Latest Kaiser Health News Stories
In this episode of KHN’s “What the Health?” Julie Rovner of Kaiser Health News, Anna Edney of Bloomberg News, Kimberly Leonard of the Washington Examiner and Alice Ollstein of Politico discuss a flurry of proposals from the Trump administration on prices Medicare pays for drugs and the Affordable Care Act.
The new guidance allows states to ask for waivers from provisions in the Affordable Care Act governing not only subsidies, but also the benefits insurers must offer in all their plans.
In this episode of KHN’s “What the Health?” Julie Rovner of Kaiser Health News, Rebecca Adams of CQ Roll Call, Stephanie Armour of The Wall Street Journal and Joanne Kenen of Politico discuss how protections for people with preexisting conditions have become a top issue in the elections, Trump administration efforts to make prescription drug prices more public and the start of Medicare’s annual open-enrollment period. Plus, Rovner interviews California Attorney General Xavier Becerra.
Seema Verma, who heads the Centers for Medicare & Medicaid Services, tells private insurance officials that a push by some Democrats to expand Medicare would only increase troubles the program already faces.
Drug pricing is a top issue in the run-up to the midterm elections.
In this episode of KHN’s “What the Health?” Mary Agnes Carey of Kaiser Health News, Rebecca Adams of CQ Roll Call, Anna Edney of Bloomberg News and Julie Appleby of Kaiser Health News discuss the Trump administration’s announcement that average premium prices are falling on the Obamacare marketplaces, the effort by Senate Democrats to reverse rules on short-term health insurance and the focus on protections for people with preexisting conditions in the run-up to midterm elections.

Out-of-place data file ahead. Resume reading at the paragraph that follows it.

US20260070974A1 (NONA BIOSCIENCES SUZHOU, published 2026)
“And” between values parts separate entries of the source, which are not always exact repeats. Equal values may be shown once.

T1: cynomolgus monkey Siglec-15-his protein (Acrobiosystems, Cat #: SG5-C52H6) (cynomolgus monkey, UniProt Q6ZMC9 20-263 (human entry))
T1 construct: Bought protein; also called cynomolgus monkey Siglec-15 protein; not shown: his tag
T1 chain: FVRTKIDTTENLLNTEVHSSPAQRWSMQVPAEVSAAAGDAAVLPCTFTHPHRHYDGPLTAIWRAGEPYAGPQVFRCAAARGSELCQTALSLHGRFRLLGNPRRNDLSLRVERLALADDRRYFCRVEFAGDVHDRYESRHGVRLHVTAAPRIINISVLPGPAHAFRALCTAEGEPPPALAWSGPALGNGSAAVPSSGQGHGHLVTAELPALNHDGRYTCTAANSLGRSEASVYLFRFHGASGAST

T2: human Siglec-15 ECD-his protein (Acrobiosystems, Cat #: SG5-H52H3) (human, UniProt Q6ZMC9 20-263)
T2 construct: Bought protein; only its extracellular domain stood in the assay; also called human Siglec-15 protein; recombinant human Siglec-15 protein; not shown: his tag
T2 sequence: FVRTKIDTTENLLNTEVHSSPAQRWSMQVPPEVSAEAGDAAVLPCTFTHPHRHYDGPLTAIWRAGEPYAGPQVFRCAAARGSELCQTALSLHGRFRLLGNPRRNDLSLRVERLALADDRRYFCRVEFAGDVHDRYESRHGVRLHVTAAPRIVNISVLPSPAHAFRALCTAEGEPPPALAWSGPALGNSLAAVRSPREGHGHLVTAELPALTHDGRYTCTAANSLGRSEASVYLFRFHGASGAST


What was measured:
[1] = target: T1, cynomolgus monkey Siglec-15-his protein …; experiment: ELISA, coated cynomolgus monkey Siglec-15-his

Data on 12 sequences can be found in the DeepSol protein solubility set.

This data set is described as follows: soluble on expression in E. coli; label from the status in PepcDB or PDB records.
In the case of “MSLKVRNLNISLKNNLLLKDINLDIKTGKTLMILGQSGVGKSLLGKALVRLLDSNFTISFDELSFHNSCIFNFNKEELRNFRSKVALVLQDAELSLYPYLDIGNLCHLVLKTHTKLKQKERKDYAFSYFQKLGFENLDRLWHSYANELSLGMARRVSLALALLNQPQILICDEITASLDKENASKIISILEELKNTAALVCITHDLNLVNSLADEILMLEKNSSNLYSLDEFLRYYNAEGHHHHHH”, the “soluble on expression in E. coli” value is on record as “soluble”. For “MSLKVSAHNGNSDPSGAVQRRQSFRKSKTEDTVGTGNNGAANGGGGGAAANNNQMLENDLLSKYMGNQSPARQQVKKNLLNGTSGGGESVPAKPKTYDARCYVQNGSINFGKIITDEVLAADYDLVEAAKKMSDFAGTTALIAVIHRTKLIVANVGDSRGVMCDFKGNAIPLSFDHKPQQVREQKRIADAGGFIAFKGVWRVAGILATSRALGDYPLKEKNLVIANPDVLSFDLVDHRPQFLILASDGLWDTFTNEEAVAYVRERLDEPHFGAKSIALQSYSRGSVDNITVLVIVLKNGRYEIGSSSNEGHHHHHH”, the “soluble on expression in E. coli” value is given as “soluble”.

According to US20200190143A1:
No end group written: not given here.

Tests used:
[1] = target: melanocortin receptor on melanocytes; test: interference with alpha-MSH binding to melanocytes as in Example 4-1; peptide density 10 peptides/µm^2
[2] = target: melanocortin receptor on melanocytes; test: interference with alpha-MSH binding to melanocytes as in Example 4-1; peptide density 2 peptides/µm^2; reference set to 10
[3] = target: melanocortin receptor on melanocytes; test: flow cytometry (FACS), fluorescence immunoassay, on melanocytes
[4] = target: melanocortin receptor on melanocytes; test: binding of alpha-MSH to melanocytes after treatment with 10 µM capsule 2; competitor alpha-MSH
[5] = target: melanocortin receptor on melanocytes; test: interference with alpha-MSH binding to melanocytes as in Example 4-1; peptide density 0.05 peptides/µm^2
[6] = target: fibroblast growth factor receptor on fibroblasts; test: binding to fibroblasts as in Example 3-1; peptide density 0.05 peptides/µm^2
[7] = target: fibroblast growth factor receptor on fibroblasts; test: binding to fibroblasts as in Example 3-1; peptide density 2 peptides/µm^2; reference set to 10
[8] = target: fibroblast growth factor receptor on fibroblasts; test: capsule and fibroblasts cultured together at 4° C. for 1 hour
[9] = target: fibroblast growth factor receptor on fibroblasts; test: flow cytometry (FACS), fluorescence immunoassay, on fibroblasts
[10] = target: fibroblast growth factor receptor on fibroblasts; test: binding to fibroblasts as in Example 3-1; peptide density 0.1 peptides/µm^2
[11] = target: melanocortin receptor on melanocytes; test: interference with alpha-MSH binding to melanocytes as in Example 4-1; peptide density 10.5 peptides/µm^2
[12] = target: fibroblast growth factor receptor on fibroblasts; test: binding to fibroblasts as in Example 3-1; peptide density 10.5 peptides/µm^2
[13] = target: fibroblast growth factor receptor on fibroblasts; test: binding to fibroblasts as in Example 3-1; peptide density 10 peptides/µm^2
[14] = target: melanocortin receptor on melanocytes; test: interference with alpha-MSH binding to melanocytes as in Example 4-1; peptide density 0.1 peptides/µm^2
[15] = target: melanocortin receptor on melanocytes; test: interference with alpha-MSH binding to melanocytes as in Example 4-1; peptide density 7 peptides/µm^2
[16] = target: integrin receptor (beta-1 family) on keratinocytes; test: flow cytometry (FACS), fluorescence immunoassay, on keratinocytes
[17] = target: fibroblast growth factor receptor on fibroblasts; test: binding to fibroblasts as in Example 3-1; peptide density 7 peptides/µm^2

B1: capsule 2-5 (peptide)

The Trump administration announces that the average price for insurance offered to people buying their own coverage on federal exchanges is going down.
Consumers favor ACA’s safeguards on the promise that patients who have health problems can get insurance. In the heat of the midterm campaigns, politicians in both parties agree, but their arguments don’t always add up.
Federal officials are proposing that Medicare pay doctors for a 10-minute “check-in” call with beneficiaries. But many doctors already do this for free, and the plan would require a cost-sharing charge of many patients.
Congress approved two bills last month that prohibit provisions keeping pharmacists from telling patients when they can save money by paying the cash price instead of the price negotiated by their insurance plan.
Just weeks before midterm elections, a move by federal health officials spotlights a contentious issue: the use of human fetal tissue in research. Here’s what you need to know to understand the debate.
Health insurers and pharmacy benefit managers are exploring how two legal provisions — which have been on the books for decades — could bring down the price tags of certain prescription medications.
In this episode of KHN’s “What the Health?” Julie Rovner of Kaiser Health News, Joanne Kenen of Politico, Anna Edney of Bloomberg News and Alice Ollstein of Politico talk about how health issues will play in midterm elections, the Trump administration’s move that could penalize legal immigrants who use government aid programs, and other topics. Due to technical difficulties, the original discussion taped Sept. 27 at the 2018 Texas Tribune Festival could not be broadcast, so the panelists reconvened from Austin and Washington on Sept. 28.
Federal family planning funds, known as Title X, will soon fund for-profit women’s clinics that bar condoms, hormonal birth control and IUDs and offer only “natural family planning.”
As Republican and Democratic attorneys general square off on a Texas case that threatens to dismantle consumer protections in the federal health law, campaigns across the country for states’ highest legal officer get hotter.
Trump administration officials say the policy would promote “immigrant self-sufficiency and protect finite resources.” Critics say it could have serious public health consequences.